Traveling as a stepfamily can have its challenges. It takes time, energy, and patience for stepparents and stepchildren to think of one another as insiders rather than outsiders, and to become comfortable spending long periods of time together.
One way to cement the family bond is to experience new things together, thus creating new memories as the stepfamily. And few things make memories as lasting as family travel — “Remember the time Timmy threw up on the plane?” “Remember when we got that flat tire on the side of the mountain in North Carolina?” “Remember the great pool at that hotel in Nashville?”
Here are a few ideas for boosting the fun and making great memories while vacationing as a stepfamily:
1. Those long car trips are perfect for getting to know one another while playing trivia games. If the kids are younger, ask trivia questions based on their favorite books or cartoon shows. If they are older, try music trivia questions. And remember, everyone gets to play and everyone gets to make up questions to ask. It’s a great way for you and your step children to get to know each other. They get to learn a little about you, too. Who knows, your new teenage son might actually be impressed to learn that you once saw the Rolling Stones in concert.
2. Be strategic about the electronics. If you have the ability to play a movie in the car or on the plane, try to come up with one that everyone will like. Better yet, visit the library and check out a couple of books on CD that might interest everyone (which gives the driver the option of participating in this family bonding moment as well). If that’s not possible, don’t immediately say no to individual electronics. Hand-held video games and iPods may not promote family bonding, but they can promote individual happiness, which is never a bad thing. Set some limits though–the games and iPods have to be turned off during family meals, for example.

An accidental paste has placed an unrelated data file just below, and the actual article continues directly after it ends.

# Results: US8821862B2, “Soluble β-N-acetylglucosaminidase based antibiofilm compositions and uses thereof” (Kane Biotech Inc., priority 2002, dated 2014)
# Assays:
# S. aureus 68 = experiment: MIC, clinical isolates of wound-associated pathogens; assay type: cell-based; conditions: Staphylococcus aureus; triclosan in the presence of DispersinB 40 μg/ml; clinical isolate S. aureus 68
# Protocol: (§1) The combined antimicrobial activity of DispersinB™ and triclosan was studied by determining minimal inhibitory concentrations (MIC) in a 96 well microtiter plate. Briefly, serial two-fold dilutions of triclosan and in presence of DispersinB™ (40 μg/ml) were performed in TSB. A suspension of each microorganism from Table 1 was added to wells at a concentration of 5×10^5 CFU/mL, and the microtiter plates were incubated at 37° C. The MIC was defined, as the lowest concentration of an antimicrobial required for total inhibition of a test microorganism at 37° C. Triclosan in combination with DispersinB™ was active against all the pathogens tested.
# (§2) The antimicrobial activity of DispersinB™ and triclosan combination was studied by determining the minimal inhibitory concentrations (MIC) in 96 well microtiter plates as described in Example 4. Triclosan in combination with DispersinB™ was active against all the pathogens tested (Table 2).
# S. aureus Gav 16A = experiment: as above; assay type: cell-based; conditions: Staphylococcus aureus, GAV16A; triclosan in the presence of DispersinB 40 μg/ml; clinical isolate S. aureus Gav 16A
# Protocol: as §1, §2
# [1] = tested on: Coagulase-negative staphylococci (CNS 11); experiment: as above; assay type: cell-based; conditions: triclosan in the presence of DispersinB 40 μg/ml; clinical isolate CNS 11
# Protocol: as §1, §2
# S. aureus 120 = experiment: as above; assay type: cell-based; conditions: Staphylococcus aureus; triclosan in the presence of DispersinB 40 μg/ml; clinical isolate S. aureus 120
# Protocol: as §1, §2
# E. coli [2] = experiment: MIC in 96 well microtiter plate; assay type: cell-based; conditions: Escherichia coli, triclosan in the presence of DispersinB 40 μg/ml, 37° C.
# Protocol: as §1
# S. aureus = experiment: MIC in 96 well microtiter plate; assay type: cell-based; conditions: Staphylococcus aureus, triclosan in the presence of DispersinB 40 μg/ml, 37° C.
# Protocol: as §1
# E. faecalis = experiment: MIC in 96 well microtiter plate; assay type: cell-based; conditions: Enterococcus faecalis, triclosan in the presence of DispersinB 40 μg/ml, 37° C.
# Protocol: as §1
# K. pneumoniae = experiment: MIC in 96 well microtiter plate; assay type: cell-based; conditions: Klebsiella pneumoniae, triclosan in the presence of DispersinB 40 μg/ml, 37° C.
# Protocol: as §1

3. Let the kids have a say in the vacation. Depending on the age and cooperation level of the children, you can simply let them come up with an idea (once you set a time and money limit to ensure the activity is reasonable) or you can make it a multiple choice question: Which of these three activities would you like to do this morning? The multiple choice option gives you some control and can increase the likelihood the activity will work for everyone in the family. Make sure that everyone gets a chance to choose–if you’ll be gone three days with three kids, that’s one kid choice per day. If you’ll be gone three days with four kids, make it two activities per day for two days and parents’ choice on Day Three.
4. Break bread together. It’s tough to get families together for meals at home, but it shouldn’t be tough when you’re on vacation. Eating together is a critical part of family bonding. And it gives stepfamilies a chance to build rapport and respect, as well as get to know each other better.
5. Document the vacation. Taking plenty of pictures helps the memories last. Be sure to take a photo of every family member individually, in groups and as a entire family (there’s always another tourist nearby willing to snap the photo so you can get in the picture, too). Then, frame the family photo and exhibit it in the house for everyone to see. As for the other photos–think about using them an excuse for another stepfamily project: Let everyone choose their favorite photos and help make a scrapbook of the trip .
Judy Graybill is a stepfamily coach. Visit her at http://www.sensiblestepsolutions.com